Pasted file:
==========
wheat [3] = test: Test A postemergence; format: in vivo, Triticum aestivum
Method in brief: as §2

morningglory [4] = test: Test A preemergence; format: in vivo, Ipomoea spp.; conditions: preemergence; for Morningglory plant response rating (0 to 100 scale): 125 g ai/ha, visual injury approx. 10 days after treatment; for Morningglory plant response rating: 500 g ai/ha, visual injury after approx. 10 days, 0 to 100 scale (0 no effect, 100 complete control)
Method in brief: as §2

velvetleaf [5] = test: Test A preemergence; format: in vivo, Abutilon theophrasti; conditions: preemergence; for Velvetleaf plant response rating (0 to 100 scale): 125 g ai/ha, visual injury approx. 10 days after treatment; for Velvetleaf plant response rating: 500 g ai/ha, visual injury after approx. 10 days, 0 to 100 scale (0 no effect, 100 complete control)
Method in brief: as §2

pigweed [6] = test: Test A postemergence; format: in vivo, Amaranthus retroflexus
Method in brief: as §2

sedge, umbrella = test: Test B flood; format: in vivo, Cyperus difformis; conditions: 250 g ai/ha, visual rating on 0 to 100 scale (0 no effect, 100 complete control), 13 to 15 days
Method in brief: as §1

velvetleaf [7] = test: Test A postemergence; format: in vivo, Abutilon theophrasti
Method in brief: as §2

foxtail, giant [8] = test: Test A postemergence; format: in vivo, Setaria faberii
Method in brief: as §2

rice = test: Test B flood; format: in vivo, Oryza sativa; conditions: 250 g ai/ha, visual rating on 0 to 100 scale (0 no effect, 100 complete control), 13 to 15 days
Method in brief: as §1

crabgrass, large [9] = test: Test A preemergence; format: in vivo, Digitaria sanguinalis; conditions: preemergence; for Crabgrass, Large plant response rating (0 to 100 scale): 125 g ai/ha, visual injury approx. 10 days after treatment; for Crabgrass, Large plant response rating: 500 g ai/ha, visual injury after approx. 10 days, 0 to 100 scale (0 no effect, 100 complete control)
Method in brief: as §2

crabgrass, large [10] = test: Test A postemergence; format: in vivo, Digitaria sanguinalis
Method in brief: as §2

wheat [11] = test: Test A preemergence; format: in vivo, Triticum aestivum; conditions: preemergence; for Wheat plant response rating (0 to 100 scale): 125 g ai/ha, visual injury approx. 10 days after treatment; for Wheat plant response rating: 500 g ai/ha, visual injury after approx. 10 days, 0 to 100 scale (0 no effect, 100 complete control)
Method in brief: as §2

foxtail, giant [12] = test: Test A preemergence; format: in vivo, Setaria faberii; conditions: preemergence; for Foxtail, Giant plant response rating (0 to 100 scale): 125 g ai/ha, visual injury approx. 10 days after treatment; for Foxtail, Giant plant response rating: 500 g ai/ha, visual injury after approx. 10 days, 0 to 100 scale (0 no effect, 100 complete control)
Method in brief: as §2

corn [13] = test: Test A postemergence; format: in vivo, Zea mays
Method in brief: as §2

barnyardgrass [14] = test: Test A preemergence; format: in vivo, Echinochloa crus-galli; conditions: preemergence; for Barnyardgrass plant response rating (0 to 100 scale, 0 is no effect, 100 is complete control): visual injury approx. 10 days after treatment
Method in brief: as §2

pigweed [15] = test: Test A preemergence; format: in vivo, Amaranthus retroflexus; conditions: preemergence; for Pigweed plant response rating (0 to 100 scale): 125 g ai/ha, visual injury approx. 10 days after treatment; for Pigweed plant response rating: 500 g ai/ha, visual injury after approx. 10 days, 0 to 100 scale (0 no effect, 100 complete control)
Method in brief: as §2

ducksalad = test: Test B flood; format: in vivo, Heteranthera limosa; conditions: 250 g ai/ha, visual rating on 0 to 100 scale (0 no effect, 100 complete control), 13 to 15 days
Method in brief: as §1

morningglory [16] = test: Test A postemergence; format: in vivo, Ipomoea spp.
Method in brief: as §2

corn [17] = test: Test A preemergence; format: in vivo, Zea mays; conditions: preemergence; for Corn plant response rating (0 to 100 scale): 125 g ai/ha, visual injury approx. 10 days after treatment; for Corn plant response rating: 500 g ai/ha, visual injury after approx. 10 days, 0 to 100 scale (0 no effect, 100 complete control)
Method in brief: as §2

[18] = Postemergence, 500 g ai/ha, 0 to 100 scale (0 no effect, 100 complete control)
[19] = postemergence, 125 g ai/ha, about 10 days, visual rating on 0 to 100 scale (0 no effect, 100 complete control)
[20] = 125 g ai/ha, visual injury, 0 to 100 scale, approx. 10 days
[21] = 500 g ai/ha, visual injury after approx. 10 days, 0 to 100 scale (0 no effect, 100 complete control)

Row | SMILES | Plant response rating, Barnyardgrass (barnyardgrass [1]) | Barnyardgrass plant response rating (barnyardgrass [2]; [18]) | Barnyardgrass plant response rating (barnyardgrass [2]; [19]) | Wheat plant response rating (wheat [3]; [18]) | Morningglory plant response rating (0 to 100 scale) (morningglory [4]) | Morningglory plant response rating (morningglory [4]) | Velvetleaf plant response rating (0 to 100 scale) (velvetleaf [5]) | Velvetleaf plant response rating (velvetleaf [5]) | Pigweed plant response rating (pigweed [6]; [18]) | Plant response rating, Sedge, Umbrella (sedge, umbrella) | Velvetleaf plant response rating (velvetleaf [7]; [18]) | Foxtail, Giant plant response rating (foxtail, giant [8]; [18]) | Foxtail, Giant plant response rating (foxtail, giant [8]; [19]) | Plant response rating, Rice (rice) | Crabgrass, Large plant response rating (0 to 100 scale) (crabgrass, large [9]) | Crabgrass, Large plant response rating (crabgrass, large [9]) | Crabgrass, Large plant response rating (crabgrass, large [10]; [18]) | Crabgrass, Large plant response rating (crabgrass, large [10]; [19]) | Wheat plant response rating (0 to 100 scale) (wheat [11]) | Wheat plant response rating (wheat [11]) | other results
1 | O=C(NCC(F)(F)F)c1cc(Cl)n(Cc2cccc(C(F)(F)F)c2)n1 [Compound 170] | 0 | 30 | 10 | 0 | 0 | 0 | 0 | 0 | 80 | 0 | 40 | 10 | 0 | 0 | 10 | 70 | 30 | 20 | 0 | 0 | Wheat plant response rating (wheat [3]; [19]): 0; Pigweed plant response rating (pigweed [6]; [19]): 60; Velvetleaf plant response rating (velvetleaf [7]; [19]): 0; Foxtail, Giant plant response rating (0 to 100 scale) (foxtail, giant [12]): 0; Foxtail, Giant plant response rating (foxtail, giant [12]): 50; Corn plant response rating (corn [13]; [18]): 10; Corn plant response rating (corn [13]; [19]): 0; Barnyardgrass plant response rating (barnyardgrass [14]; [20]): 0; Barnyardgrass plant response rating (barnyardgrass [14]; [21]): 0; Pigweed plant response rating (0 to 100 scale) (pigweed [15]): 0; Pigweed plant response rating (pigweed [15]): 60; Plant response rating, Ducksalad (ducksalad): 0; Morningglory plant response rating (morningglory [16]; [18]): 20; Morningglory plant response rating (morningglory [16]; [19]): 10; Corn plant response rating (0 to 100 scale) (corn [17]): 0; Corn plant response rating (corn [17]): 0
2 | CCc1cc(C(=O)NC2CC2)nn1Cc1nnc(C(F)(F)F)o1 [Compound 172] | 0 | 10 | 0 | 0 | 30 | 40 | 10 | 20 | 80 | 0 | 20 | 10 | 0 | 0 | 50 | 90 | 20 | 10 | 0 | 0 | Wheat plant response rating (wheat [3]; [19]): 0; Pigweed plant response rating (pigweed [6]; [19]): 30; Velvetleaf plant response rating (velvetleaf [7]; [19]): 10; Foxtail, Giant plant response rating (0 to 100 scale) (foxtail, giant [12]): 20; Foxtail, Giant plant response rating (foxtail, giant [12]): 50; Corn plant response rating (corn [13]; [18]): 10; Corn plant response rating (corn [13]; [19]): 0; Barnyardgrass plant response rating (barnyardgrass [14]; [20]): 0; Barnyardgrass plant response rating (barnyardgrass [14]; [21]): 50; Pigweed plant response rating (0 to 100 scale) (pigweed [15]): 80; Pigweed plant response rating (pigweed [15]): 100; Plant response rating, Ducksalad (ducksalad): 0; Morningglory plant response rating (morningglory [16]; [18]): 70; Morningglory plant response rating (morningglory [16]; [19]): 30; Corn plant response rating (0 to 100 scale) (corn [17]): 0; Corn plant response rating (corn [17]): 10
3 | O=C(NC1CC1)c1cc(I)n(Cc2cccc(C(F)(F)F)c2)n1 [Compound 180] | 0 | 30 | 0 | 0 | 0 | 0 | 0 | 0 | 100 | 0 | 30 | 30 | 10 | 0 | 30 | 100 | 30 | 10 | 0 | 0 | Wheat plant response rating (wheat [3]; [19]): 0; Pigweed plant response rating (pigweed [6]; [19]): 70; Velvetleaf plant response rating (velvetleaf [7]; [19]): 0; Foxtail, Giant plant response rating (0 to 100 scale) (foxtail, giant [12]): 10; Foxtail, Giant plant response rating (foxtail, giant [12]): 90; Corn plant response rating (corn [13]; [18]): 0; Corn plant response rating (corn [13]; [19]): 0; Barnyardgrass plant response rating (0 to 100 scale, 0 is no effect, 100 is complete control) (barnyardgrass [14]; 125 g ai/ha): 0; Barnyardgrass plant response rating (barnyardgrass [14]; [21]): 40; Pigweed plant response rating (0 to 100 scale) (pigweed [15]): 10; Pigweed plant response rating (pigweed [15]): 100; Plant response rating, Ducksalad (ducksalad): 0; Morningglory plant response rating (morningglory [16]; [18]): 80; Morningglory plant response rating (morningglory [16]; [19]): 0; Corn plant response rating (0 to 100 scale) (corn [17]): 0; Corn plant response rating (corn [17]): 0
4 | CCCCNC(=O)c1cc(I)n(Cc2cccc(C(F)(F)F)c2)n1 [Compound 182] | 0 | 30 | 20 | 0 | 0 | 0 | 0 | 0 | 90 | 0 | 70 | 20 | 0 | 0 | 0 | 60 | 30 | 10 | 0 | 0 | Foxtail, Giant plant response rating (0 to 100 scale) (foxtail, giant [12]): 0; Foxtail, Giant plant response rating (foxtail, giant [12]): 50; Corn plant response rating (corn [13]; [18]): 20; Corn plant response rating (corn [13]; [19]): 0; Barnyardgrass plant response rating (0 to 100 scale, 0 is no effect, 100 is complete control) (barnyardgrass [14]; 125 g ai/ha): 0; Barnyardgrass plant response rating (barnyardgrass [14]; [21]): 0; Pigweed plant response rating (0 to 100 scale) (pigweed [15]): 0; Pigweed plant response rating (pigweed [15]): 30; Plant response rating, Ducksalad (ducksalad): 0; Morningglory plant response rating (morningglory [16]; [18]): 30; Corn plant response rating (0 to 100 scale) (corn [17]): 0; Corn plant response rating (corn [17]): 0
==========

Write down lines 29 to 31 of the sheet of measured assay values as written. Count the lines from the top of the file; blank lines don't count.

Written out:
pigweed [15] = test: Test A preemergence; format: in vivo, Amaranthus retroflexus; conditions: preemergence; for Pigweed plant response rating (0 to 100 scale): 125 g ai/ha, visual injury approx. 10 days after treatment; for Pigweed plant response rating: 500 g ai/ha, visual injury after approx. 10 days, 0 to 100 scale (0 no effect, 100 complete control)
Method in brief: as §2

ducksalad = test: Test B flood; format: in vivo, Heteranthera limosa; conditions: 250 g ai/ha, visual rating on 0 to 100 scale (0 no effect, 100 complete control), 13 to 15 days